Farmers, landowners and environmental groups are bringing a united message to Parliament today (30 October) calling for the Government to commit to long-term funding for the policies detailed in the new Agriculture Bill.
While these groups each seek independent amendments to the Agriculture Bill more widely, they are united in their advocacy that a commitment to long-term funding is crucial to achieving the Government’s ambitions of feeding the nation with high quality food alongside delivering environmental benefits.
The organisations are jointly hosting a drop-in event in Parliament this afternoon to present this message to MPs and Peers. They are the Agricultural Industries Confederation, CLA (Country Land and Business Association), National Farmers Union, National Federation of Young Farmers, National Sheep Association, Nature Friendly Farming Network, Soil Association, Tenant Farmers Association, and Greener UK which represents a coalition of 13 major environmental organisations including National Trust, RSPB, Woodland Trust, WWF and The Wildlife Trusts.
Politicians expected to attend include Defra Secretary Michael Gove and Shadow Defra Secretary Sue Hayman. They will be urged to support the organisations’ unified bid for the Agriculture Bill to establish a long term multi-annual budgetary framework, that delivers certainty for the rural economy and farming.
CLA President Tim Breitmeyer said: “Good land management and profitable farming delivering a healthy environment requires long-term planning. The CLA fully supports Government’s aspirations for a productive farming sector that also provides a range of public goods for society, but politicians must recognise that delivery of new policies in the Agriculture Bill will require change and investment by farms and landowners. Greater certainty on longer-term funding intentions will help provide the confidence needed to make these changes.”
Woodland Trust Chief Executive Beccy Speight said: “There is a much-heightened awareness of the important role that trees play in society and of the need to significantly increase planting rates in this country. The Woodland Trust wishes to see a far more integrated approach to land management that enables the many benefits of trees at a variety of scales – from larger scale planting to smaller agro-forestry initiatives – to be realised. The Agriculture Bill provides an opportunity to break down the barriers that have artificially divided farming and forestry for so long but it is essential that it is amended to provide a long-term funding mechanism. Land managers need to have confidence in the new system that sufficient support will be forthcoming to back them in delivering key public goods like more resilient and biodiverse habitats, flood alleviation and healthy soils.”
Tenant Farmers Association National Chairman, James Gray said: “The aspiration to create a long-term policy for food, farming and the environment must be matched with a long-term commitment to funding. Having the right framework for a multi-annual budget must be a key component of the Agriculture Bill."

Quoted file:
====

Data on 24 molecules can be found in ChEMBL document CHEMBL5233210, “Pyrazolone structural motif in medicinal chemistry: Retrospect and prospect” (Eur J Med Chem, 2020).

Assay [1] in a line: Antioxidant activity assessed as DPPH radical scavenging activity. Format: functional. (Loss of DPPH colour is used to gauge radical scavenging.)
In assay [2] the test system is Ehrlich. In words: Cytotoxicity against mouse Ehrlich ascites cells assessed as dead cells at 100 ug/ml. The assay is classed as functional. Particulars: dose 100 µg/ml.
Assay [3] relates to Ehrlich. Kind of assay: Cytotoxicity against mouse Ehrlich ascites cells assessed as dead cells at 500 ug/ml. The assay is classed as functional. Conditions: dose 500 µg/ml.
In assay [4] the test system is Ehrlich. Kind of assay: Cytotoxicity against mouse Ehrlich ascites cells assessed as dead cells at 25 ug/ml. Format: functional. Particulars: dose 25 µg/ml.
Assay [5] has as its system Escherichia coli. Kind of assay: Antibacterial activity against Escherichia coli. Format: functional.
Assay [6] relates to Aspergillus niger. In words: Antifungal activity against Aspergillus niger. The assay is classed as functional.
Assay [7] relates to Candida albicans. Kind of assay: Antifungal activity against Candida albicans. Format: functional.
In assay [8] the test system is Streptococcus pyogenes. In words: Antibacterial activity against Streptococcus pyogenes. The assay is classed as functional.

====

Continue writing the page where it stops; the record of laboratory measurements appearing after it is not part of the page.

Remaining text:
Patrick Begg, Outdoors and Natural Resources Director at the National Trust, said: “The National Trust supports the Government’s plans for a new farming support system, focused on paying farmers to deliver public goods for which there is no market, but big public benefit, such as public access or improving nature. Many of these public goods like soil health and water quality are also critical to the long-term survival of food production. But if the government wants its new system to work, it must provide the certainty and security of long term, multi annual budgets, based on an assessment of the costs of providing these goods, so that farmers can invest in the knowledge they will get a fair return for their efforts. This should be teamed with action in the supply chain to secure a better price for farmers at the farm gate.”
National Farmers Union (NFU) President Minette Batters said: “The NFU believes the Agriculture Bill offers the Government a once-in-a-generation opportunity to shape the future of farming policy. It is crucial that this piece of legislation has food production at its heart, which will ensure farmers continue to deliver safe, traceable and affordable food while maintaining our high environmental and animal welfare standards. Farming is a long-term business and farmers need clarity on what their regulatory environment will look like now for the years ahead. A commitment from Government in the Agriculture Bill that they will provide this certainty through clear long-term funding is essential.”
Debbie Tripley, Director of Environmental Policy and Advocacy at WWF, said: “The UK has some of the most degraded nature in the world. Since 70 percent of the country is used for agriculture, this bill offers one of the most important legislative opportunities for us to begin restoring nature, for wildlife and people. If the UK wants to be a global leader on the environment, we have to walk the talk here at home. That means making a long-term investment in this transformation.”